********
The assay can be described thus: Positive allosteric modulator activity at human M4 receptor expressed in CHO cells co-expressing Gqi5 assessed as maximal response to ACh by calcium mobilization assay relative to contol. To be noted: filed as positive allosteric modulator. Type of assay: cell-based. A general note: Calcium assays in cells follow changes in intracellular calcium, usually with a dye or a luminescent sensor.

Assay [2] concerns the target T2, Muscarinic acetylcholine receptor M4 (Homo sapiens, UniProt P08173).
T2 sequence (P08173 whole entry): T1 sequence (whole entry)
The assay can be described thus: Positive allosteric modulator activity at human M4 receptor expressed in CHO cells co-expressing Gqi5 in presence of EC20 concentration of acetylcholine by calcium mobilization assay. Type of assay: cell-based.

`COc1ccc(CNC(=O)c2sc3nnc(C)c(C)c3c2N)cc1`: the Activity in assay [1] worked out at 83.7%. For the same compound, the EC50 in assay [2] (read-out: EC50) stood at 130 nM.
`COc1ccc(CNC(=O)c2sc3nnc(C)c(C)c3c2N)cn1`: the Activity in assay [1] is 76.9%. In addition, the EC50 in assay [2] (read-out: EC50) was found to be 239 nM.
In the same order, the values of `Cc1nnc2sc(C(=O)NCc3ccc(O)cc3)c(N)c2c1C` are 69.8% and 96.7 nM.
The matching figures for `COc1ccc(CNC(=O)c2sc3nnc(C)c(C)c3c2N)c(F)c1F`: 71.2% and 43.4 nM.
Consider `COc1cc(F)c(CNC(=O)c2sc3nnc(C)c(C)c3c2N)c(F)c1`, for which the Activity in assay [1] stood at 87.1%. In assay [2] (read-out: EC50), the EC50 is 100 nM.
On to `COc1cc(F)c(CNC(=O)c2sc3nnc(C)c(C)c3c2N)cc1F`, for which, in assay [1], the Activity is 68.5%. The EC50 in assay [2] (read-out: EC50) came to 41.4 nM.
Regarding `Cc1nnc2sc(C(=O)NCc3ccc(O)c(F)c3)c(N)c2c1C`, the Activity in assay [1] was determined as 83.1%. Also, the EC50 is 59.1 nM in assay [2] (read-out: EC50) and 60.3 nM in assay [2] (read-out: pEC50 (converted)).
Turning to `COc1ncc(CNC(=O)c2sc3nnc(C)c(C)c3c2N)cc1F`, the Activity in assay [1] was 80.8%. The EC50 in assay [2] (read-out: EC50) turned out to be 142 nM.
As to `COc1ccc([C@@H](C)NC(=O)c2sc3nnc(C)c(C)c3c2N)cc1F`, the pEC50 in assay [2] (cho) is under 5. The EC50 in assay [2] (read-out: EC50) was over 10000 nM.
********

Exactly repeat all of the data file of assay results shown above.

The assay can be described thus: Positive allosteric modulator activity at human M4 receptor expressed in CHO cells co-expressing Gqi5 assessed as maximal response to ACh by calcium mobilization assay relative to contol. To be noted: filed as positive allosteric modulator. Type of assay: cell-based. A general note: Calcium assays in cells follow changes in intracellular calcium, usually with a dye or a luminescent sensor.

Assay [2] concerns the target T2, Muscarinic acetylcholine receptor M4 (Homo sapiens, UniProt P08173).
T2 sequence (P08173 whole entry): T1 sequence (whole entry)
The assay can be described thus: Positive allosteric modulator activity at human M4 receptor expressed in CHO cells co-expressing Gqi5 in presence of EC20 concentration of acetylcholine by calcium mobilization assay. Type of assay: cell-based.

`COc1ccc(CNC(=O)c2sc3nnc(C)c(C)c3c2N)cc1`: the Activity in assay [1] worked out at 83.7%. For the same compound, the EC50 in assay [2] (read-out: EC50) stood at 130 nM.
`COc1ccc(CNC(=O)c2sc3nnc(C)c(C)c3c2N)cn1`: the Activity in assay [1] is 76.9%. In addition, the EC50 in assay [2] (read-out: EC50) was found to be 239 nM.
In the same order, the values of `Cc1nnc2sc(C(=O)NCc3ccc(O)cc3)c(N)c2c1C` are 69.8% and 96.7 nM.
The matching figures for `COc1ccc(CNC(=O)c2sc3nnc(C)c(C)c3c2N)c(F)c1F`: 71.2% and 43.4 nM.
Consider `COc1cc(F)c(CNC(=O)c2sc3nnc(C)c(C)c3c2N)c(F)c1`, for which the Activity in assay [1] stood at 87.1%. In assay [2] (read-out: EC50), the EC50 is 100 nM.
On to `COc1cc(F)c(CNC(=O)c2sc3nnc(C)c(C)c3c2N)cc1F`, for which, in assay [1], the Activity is 68.5%. The EC50 in assay [2] (read-out: EC50) came to 41.4 nM.
Regarding `Cc1nnc2sc(C(=O)NCc3ccc(O)c(F)c3)c(N)c2c1C`, the Activity in assay [1] was determined as 83.1%. Also, the EC50 is 59.1 nM in assay [2] (read-out: EC50) and 60.3 nM in assay [2] (read-out: pEC50 (converted)).
Turning to `COc1ncc(CNC(=O)c2sc3nnc(C)c(C)c3c2N)cc1F`, the Activity in assay [1] was 80.8%. The EC50 in assay [2] (read-out: EC50) turned out to be 142 nM.
As to `COc1ccc([C@@H](C)NC(=O)c2sc3nnc(C)c(C)c3c2N)cc1F`, the pEC50 in assay [2] (cho) is under 5. The EC50 in assay [2] (read-out: EC50) was over 10000 nM.